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5 year old afraid to ride

I have been searching your site. I have not found anything close to what I am about to ask. I hope you can help. My daughter is 5 years old. She has been riding/showing since she was 3. She has been doing leadline, and riding by herself at home. Last July, she took her first big fall, and has been scared ever since.

I couldn't help her without frustrating her, the horse, and myself. So I decided to get her riding lessons from someone other than myself. She was doing well in her lessons, but now has back tracked to being scared and not wanting to ride by herself. It is to the point she wants to quit riding, but not sell her pony. I don't know what to do. I am afraid if we let her quit on this note, she will be scared the rest of her life. Please let me know what you think.

Thank you, Brooke

Hi Brooke,

Riding lessons at three is fairly young. I have taught children down to four. Problem is, as you are experiencing, at that young age it is easy to get traumatized. You probably have a lot of knowledge about humans riding horses. Do you know much about the horse itself? How about allowing her some lessons in 'horse' as opposed to humans riding horses for a little while. There is a difference. You know, there is a world of horses that is never taught because it is always about riding lessons. I'll bet your daughter doesn't have a clue about the real nature of horses. She does not understand how to ask for and receive movement from the horse on the ground where she is leading the dance. I have done introductory programs to horses for children as young as 4 and they have received riding as the icing on the cake of a great 'RELATIONSHIP' first with their horses. The riding should be the last thing that gets taught and not the first. The first thing should be information about the horse itself and how to successfully and appropriately communicate and interact with the animal on the ground. Knowledge of it's psychology, language, specific tendencies being a prey animal and what that means, it's proclivity to fear and what causes it, how to help a horse overcome its fear and how to become a great leader for a horse, leading it to trust and feelings of safety. How to keep yourself safe around horses. Basic techniques for fending off a horse. I have taught 4 year old children how to appropriately ask for specific/ precise movement from a horse on the ground, get it, reward the horse for compliance and set up a winning cycle of interaction between that child and their horse which created a bond of trust between the species that was so much stronger than anything they had had while merely riding on the horse's back and taking a jump or two. They were able to take all sorts of falls and knocks and never got so traumatized that it caused them to even consider giving it up. That's how much they were into their horses. This is because they had some real knowledge of the horse itself and through that knowledge had gained an affinity for the animal that came from their knowledge. Something it seems your child has never been exposed to.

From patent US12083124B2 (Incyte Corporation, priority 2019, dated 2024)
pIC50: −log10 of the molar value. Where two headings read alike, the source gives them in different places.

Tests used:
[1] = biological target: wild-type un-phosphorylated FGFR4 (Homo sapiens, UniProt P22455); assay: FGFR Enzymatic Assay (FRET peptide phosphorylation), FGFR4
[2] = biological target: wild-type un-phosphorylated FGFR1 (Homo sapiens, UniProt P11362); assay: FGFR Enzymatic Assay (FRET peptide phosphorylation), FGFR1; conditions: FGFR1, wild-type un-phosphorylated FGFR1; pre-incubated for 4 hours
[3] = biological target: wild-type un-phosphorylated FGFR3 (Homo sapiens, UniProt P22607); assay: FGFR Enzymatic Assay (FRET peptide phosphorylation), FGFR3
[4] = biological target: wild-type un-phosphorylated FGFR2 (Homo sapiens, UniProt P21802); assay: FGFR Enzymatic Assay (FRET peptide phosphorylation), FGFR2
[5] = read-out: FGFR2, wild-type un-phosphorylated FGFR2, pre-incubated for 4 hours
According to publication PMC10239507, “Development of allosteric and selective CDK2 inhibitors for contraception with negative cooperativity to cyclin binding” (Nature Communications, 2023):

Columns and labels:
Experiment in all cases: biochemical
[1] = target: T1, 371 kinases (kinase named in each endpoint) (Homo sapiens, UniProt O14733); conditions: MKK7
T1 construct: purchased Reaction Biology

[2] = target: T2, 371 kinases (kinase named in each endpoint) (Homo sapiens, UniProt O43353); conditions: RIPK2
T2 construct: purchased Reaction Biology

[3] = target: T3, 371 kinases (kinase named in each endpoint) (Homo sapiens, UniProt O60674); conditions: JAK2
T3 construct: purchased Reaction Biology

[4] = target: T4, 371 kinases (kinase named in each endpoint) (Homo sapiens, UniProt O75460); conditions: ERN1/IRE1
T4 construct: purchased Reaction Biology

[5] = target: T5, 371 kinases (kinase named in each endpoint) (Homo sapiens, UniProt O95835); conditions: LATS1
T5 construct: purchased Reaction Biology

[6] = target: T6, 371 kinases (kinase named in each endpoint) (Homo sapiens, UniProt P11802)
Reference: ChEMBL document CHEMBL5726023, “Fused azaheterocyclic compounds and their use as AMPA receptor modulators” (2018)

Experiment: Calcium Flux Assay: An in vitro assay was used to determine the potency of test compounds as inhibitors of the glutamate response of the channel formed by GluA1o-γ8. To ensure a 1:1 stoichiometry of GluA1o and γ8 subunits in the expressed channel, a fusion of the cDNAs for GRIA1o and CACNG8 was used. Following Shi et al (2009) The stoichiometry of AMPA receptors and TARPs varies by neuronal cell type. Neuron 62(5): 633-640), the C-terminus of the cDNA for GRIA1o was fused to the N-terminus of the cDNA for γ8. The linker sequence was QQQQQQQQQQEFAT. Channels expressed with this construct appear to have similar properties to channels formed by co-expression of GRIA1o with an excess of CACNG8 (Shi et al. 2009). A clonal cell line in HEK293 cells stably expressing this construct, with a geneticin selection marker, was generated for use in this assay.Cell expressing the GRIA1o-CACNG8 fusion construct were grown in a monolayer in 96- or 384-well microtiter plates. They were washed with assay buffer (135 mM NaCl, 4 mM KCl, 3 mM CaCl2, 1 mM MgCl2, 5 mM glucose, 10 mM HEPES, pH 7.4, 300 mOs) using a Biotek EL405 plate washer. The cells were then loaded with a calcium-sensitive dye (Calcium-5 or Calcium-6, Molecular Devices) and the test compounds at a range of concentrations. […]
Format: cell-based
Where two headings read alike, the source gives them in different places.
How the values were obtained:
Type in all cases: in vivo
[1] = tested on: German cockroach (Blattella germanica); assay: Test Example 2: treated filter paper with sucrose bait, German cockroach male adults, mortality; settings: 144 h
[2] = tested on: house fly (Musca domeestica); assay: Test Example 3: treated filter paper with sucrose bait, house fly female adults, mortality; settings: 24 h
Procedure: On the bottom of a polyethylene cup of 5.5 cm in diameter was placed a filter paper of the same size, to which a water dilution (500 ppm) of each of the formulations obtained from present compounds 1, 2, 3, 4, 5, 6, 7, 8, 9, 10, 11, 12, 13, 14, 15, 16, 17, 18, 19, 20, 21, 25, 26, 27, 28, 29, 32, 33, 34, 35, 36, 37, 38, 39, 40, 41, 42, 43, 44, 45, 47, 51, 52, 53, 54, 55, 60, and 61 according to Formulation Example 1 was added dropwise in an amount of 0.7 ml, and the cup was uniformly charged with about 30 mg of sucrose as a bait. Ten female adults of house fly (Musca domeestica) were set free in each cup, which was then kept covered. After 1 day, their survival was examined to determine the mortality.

Let your child learn she can be the great leader for her horse and really exchange information and communicate successfully with it. That she is strong enough and big enough to lunge the animal over a low jump. That she can load and unload the horse and ask for side passes and two steps forward and two steps back, cha-cha-cha. That she can actually ground drive her horse through a simple course of twists and turns. If you do this your child will regain her confidence with horses, her desire to be with them and eventually want to ride again. But she needs more than you as her riding instructor, or another instructor, will ever think to give her ( because of lack of knowledge or lack of belief in the benefits of the knowledge, or has such a narrow agenda that its all about riding). At this juncture, your daughter needs to learn about HORSES much more than she needs to learn how to ride them. This is what will give her confidence, skill, trust, courage to try yet again and more. Can you see the common sense and logic in this? Your problem is so common and has such a simple solution actually. I actually have written on this topic a lot. Its called gaining the trust of a horse and overcoming fears. Do this, get her education and knowledge about horses and you will thank me forever. Allow your daughter to enter the real world of horses and then let her come to riding them. Its called putting the horse before the cart.

Sincerest regards, Franklin

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